Tips for Selling a Home Remotely
Sometimes, you have to move quickly and sell your home later, often from a distance. It’s challenging enough to sell a home. And being far away makes it even more challenging to prep the home and make sure you have the best local agent. Here are some tips for selling a home remotely.
Avoid taxes by living in the home for at least two out of five years
Have you been renting out your home because you had to move elsewhere? Then consider this: The federal government allows homeowners to sell their home without paying taxes on the first $250,000 in gains for singles or $500,000 for married couples. The catch? The home must have been your primary residence for at least two of the past five years.
Many people don’t realize this requirement, nor do they plan for it, so they end up with a taxable gain. To benefit from this tax break, the sale has to close within the appropriate window, so plan ahead. Otherwise, the home will be taxed as an investment property.
Get a good agent early
The smartest remote sellers have a solid agent with their feet on the street. A good agent is a local resource for their clients. They can field late-night calls from owners with leaky faucets, or intervene with tenant issues.
If you don’t know a good local agent, try to find one before you move away or during a visit back home. Solidify the relationship well before you plan to sell, and do it in person. When it’s time to sell, it could be as easy as picking up the phone and asking the agent to execute the listing.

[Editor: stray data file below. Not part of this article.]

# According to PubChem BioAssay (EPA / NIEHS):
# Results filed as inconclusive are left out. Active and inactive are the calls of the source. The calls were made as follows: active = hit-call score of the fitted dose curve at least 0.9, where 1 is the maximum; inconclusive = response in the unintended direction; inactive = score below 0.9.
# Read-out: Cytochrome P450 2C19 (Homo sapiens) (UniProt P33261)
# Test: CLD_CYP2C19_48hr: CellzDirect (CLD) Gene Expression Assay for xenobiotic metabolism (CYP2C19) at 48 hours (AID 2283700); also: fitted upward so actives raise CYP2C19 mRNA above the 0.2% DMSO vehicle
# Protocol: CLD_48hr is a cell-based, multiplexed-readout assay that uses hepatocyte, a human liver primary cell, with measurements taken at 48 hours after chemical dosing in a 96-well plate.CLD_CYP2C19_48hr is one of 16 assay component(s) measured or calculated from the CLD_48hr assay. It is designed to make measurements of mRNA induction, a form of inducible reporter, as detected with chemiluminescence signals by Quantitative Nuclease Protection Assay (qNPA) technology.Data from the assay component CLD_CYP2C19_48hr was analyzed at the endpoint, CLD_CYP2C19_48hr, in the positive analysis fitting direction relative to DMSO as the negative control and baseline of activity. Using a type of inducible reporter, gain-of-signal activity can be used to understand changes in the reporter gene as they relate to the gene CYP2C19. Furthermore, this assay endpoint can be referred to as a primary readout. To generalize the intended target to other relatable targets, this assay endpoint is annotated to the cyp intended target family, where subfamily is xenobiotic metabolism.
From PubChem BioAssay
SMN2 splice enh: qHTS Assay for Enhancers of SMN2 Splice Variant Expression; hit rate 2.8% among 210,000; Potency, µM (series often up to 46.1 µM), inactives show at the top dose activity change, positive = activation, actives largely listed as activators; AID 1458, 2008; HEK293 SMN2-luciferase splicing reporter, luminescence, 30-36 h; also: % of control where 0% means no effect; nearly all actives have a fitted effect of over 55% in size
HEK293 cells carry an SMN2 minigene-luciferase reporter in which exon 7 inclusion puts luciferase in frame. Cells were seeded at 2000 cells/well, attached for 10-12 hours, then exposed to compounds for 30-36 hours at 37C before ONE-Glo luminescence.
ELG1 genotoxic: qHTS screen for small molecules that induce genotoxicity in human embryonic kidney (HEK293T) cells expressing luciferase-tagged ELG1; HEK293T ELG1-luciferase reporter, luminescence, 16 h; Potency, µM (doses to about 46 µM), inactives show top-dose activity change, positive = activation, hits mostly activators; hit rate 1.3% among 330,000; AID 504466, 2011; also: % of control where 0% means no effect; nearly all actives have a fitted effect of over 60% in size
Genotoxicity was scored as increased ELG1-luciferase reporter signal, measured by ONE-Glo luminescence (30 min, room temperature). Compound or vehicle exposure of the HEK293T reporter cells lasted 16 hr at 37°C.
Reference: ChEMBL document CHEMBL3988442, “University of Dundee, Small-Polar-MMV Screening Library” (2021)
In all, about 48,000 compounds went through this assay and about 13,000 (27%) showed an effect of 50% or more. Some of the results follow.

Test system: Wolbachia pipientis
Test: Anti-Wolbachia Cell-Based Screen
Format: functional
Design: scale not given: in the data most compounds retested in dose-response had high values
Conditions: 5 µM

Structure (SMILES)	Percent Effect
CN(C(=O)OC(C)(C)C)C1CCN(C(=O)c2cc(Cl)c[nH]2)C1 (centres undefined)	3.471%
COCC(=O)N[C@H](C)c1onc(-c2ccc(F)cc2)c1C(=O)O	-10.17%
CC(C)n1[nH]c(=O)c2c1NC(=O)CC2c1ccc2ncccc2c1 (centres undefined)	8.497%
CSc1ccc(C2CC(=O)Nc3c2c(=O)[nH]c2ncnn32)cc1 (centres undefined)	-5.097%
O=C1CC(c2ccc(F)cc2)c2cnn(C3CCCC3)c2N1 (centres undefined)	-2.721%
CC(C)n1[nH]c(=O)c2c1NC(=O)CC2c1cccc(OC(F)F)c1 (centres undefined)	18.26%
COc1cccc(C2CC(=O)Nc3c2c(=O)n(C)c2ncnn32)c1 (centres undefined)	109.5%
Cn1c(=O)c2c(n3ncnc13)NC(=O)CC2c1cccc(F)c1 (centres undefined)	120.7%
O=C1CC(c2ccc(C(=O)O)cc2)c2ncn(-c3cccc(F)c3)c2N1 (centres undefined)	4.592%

When selling a home remotely, stay on top of the local market
Put together a search of your property and stay on top of what’s selling in the area. Follow comparable homes that go for sale and keep an eye on their listings.
A smart homeowner will keep a search open at all times, in addition to staying in touch with their real estate agent. Just one or two comparable sales, at the right price, could motivate you to take action.
Be good to your tenants
Moving is incredibly disrupting. If you’ve been renting your home and are likely to sell to someone who will want to live there, as opposed to inheriting your tenant, then give your tenant notice of your intention to sell.
Tell the tenant upfront of your long-term plan and write language into the rental agreement stating that the tenant needs to cooperate for showings at the end of the lease.
If you have a good relationship with your tenant, drop their rent while the home is for sale, in return for their cooperation. It will go a long way towards a solid relationship—and towards helping you make the sale.